TELL THE TRUTH


not constructive, or

is

who

81

treats shortcomings as

causes for being disheartened about the war instead

an incentive to strive for the greater efficiency


in waging the war and in preparing for the future, is
a foe to America and a friend to every present or
future foe of America.
of as

When

the Administration stands against universal

military training and talks with vague looseness of

future paper guarantees against war,

it

renders

it

home to our people


damage done by our lamentable

imperatively necessary to bring


the tremendous

prepare since August, 19 14. It is


a betrayal of our country to protest against telling
folly in refusing to

the truth for this purpose.

month since Germany in effect


declared war on us and we broke relations with
Germany. We have developed our military strength
so slowly that as yet we would be wholly unable to
defend ourselves if we were not protected by the
fleets and armies of our allies. No modern armies
can fight without training in modern war methods
and without modern field guns, auto rifles and airplanes. As yet we only have either cannon borrowed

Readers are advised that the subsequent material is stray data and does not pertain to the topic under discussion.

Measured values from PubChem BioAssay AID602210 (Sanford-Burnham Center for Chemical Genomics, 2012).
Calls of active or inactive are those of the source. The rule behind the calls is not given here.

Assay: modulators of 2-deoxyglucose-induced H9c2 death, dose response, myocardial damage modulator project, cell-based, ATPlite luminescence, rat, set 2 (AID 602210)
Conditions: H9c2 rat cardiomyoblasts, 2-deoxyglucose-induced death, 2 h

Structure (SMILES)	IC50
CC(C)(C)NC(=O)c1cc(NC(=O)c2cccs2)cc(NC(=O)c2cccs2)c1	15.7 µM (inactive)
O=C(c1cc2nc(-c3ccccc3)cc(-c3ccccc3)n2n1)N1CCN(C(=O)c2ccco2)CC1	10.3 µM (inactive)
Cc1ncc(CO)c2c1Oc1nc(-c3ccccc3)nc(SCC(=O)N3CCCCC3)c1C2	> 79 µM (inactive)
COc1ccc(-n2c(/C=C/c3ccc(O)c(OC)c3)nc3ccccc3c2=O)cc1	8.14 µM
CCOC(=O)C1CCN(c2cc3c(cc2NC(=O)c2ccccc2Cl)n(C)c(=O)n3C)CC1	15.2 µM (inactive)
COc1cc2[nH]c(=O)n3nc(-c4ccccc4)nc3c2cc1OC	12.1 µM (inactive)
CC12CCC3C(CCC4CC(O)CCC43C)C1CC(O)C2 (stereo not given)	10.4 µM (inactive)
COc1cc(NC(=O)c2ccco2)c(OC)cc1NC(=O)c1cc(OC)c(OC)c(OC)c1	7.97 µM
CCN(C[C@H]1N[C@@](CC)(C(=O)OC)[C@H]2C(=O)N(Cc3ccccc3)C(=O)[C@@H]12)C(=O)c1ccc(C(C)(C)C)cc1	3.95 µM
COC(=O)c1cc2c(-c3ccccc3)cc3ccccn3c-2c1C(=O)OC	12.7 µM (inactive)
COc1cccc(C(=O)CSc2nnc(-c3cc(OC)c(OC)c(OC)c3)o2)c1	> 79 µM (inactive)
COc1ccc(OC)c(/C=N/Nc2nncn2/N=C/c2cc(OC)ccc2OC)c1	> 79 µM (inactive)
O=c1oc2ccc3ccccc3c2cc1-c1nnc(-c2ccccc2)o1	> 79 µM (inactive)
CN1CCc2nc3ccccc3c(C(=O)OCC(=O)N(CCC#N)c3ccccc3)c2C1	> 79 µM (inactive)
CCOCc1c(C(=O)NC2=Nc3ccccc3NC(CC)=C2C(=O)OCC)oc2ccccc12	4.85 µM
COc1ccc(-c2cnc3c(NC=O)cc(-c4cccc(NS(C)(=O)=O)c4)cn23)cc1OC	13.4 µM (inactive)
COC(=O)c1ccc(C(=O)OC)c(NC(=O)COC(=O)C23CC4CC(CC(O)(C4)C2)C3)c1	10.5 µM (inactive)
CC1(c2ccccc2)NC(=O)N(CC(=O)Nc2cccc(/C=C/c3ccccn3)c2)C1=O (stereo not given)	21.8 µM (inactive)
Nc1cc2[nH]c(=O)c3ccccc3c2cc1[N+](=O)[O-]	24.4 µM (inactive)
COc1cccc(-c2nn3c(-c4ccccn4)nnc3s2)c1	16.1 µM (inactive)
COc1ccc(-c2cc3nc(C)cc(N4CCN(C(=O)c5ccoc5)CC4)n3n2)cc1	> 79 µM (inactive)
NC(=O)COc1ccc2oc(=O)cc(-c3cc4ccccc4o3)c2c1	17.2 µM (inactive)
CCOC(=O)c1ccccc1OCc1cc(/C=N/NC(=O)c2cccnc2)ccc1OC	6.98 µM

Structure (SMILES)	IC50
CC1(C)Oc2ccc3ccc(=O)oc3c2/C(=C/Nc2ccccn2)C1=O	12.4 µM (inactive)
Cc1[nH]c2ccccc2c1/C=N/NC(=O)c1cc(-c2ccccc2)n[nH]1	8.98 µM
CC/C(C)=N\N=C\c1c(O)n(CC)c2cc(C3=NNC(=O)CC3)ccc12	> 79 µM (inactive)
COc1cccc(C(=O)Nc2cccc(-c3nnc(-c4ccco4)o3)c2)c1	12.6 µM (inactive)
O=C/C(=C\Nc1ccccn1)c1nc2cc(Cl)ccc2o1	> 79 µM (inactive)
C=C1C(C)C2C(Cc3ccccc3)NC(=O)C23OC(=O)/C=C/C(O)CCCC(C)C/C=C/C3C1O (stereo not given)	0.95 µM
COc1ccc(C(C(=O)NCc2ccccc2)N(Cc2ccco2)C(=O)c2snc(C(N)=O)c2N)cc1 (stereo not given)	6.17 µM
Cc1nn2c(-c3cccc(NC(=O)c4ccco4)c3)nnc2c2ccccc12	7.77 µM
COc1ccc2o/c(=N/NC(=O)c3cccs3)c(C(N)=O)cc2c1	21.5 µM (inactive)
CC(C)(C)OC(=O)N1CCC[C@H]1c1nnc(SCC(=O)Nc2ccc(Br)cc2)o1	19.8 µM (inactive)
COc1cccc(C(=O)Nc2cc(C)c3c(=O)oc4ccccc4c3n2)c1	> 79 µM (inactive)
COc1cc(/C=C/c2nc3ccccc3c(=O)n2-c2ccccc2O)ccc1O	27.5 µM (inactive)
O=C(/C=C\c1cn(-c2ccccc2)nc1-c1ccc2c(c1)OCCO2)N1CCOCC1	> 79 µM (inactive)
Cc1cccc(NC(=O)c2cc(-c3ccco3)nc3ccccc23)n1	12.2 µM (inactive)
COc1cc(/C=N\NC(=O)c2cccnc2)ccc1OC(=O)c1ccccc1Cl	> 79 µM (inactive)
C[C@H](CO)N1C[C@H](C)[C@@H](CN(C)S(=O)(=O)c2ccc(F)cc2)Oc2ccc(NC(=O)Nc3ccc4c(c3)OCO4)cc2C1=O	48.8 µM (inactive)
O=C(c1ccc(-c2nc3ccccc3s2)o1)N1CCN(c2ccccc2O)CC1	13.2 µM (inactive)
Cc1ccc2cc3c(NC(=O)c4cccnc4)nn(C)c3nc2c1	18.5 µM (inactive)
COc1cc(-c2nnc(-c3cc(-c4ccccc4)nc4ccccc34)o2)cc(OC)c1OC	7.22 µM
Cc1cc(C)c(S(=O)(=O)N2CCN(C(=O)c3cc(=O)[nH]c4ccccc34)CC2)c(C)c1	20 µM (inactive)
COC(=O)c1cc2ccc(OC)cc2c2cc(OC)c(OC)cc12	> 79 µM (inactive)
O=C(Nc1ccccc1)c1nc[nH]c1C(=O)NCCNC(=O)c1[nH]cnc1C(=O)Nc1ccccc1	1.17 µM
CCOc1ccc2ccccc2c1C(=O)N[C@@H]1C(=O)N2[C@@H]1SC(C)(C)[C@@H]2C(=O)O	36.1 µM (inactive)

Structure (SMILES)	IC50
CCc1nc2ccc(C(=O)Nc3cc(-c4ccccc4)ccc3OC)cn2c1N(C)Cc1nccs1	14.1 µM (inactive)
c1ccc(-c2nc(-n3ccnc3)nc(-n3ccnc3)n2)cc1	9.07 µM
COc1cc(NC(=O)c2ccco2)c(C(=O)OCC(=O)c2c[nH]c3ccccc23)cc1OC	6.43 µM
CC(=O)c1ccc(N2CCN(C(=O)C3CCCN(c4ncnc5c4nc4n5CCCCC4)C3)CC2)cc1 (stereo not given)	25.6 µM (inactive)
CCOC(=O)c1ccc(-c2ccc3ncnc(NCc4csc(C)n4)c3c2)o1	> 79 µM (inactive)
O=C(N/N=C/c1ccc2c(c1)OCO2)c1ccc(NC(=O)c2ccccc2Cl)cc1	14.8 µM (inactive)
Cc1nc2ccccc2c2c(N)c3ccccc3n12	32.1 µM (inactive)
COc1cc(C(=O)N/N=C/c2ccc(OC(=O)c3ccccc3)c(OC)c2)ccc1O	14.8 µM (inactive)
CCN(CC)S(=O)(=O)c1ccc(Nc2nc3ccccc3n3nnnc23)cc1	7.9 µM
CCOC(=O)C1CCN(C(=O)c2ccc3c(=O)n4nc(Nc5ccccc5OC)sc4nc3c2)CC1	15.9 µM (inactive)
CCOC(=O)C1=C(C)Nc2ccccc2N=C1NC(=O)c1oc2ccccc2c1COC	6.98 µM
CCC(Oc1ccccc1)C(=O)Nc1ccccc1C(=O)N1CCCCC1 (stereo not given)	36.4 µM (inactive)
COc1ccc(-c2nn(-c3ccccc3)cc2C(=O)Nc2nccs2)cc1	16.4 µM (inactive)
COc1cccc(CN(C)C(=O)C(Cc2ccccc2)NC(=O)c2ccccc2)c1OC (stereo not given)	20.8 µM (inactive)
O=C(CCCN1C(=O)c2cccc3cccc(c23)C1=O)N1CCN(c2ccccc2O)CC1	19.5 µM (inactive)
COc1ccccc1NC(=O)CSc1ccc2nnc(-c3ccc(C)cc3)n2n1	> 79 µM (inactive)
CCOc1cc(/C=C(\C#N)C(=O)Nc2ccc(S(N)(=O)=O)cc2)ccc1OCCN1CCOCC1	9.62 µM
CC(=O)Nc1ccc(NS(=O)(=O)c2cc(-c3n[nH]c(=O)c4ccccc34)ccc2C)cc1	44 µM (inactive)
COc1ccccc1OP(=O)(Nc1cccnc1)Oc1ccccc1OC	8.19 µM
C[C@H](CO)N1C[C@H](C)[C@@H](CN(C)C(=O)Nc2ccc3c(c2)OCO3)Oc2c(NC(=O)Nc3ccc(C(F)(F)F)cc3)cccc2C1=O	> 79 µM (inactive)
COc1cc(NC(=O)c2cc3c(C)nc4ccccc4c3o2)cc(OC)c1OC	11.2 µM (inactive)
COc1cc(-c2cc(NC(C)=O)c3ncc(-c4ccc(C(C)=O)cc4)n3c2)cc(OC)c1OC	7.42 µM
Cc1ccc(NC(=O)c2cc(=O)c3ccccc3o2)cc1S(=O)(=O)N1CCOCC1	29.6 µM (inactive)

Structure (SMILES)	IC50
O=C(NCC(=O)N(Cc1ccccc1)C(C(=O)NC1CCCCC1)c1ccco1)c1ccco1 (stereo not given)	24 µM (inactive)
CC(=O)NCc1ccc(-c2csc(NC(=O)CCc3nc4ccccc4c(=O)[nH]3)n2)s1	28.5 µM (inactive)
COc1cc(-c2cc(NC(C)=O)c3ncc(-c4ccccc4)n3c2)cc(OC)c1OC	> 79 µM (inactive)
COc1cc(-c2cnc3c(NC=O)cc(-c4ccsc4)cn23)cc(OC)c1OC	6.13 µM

from the hard-pressed French or else wooden cannon.
We have no auto rifles. Our airplanes are still unfit
to fight modern war planes.
The Patriotic Education Society of Washington
has done capital constructive work in truthfully
telling our needs. It has fearlessly shown our dreadThis

is

the twelfth

shortage in shipbuilding and the deceitful wording of government announcements designed to conful

ROOSEVELT IN THE STAR

82

has shown the vital need of


bending every energy to
our,
building ships by working three eight-hour shifts a
day in order to put our soldiers and supplies at the
ceal this shortage.

It

at this late time,

front at the earliest possible moment. The building


of transport ships was the central feature of the

problem we faced on January 31a year ago. It was


not only a misfortune, but a crime, to neglect it, as
for nine

months afterward

it

was

neglected.

The

newspapers have just printed the statement that


Colonel House's committee reports that it is of the